GRMA Day 30: Great Mountain Roads
The Beartooth Highway between Red Lodge, Montana, and Yellowstone National Park has a reputation as a great motorcycle road. The reputation is well-deserved. After riding on I-90 for two boring hours following my departure from Bozeman, then cruising along an average high plains highway with cows and sagebush, I came to Red Lodge and discovered that half the bikers who had gone to the Sturgis Motorcycle Rally had come to Red Lodge for lunch. OK, so I exaggerate. But there were still a thousand bikers or more in Red Lodge who had either come from or were going to Sturgis. And, like me, they had come to Red Lodge to ride the Beartooth Highway.
Lunch at the Red Lodge Cafe took a while because the eatery was short-staffed, as the “Help Wanted” sign in the window suggested. But I had time, so I waited patiently. A guy with a group of 15 Australian riders found seats for all 15, but not one for himself, so I offered him a seat at my table. Turns out Brian was their “guide,” a retired California fire fighter who picks up a couple guiding gigs a year to make a little extra cash and ride a motorcycle at the same time. Sounds like a good idea to me. He gave me one of the comapny’s business cards and I may contact the owner to see what’s up with guiding.
Lunch over, I proceeded to the main business of the day: The Beartooth Highway. Imagine a very tall modern rollercoaster that keeps going up and up and up. And up. And then it turns you loose into screaming downhill corkscrews and loops and g-force curves that leave you with butt-cheek clench cramps. Yeah, that pretty much sums up the Beartooth Highway. Oh, and throw in some absolutely breathtaking scenery so beautiful that it’s hard to take yours eyes off even though you know you should be focused on the yellow and white lines that define your very narrow margin of safety. And just for kicks, add some 25 mph winds at the top of the coaster with gusts that move a fully loaded 900 pound motorcycle back and forth across the road. Today’s ride was so much fun I’m going to ride the coaster again tomorrow, even though it will add about 80 miles to my riding day. Maybe if I get to the Beartooth early enough the blurry-eyed Sturgis gang will still be nursing hangovers and won’t be on the road.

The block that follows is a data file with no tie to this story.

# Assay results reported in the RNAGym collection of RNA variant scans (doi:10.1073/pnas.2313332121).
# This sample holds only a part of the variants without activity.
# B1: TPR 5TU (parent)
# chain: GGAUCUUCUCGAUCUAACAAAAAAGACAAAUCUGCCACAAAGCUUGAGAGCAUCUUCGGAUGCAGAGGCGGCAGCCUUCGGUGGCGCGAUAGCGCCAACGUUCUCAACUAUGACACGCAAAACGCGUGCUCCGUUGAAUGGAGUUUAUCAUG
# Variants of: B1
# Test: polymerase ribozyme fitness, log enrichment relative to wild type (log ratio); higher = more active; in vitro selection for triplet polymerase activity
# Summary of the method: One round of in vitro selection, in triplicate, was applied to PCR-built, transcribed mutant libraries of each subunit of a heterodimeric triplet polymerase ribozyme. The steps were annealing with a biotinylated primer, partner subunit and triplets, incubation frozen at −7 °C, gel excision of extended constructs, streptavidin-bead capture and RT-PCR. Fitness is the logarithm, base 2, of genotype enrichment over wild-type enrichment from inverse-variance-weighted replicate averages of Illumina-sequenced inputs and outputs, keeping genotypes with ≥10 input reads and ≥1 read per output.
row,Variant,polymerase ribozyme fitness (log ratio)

In addition to the Beartooth Highway, I also rode the Chief Joseph Scenic Byway from the Beartooth into Cody, Wyoming, where I’m spending the night. The Chief Joseph Highway (named after the Nez Perce chief who led the failed attempt to escape from the U.S. Cavalry in 1877) lacked the 11,000 foot drama and scenery I had just experienced, but it too was a great ride with some floorboard scraping twisties and views that certainly qualify it as a “Scenic Byway.” The good news is that to get back to the Beartooth tomorrow morning, I have to make a return visit to the Chief Joseph as well.
Tomorrow’s ride will be different, though, because I plan to ride it just for the ride. They’ll be no stopping to take pictures this time. After I’ve re-ridden both of those great roads, I’ll go through Yellowstone National Park, which has some pretty amazing scenery of its own. The scenery there is easier to see because traffic usually crawls along at a “look-at-all-the-buffalo-get-a-picher-Mildred” pace led by a man wearing plaid shorts and black socks and driving a rented RV oblivious to the 25 cars backed up behind him. I guess after running the Chief Joseph and the Beartooth, I may not mind catching my breath at a little slower pace.
Not much in the way of critters to take pictures of today, other than the always ferocious attacking ground squirrel (grizzlius chipmunkus). The one I took a picture of was clearly about to pounce and take me down but, recognizing his malevolent intent, I deftly avoided his deadly assault. I think I know why he singled me out: I carry a little bag of salted peanuts to munch on when I’m on the road and it was clear that he had his beady eyes on my nut sack.
Tomorrow will take me to the iconic Tetons and to Dubois, a nice little town I remember from my years in Wyoming.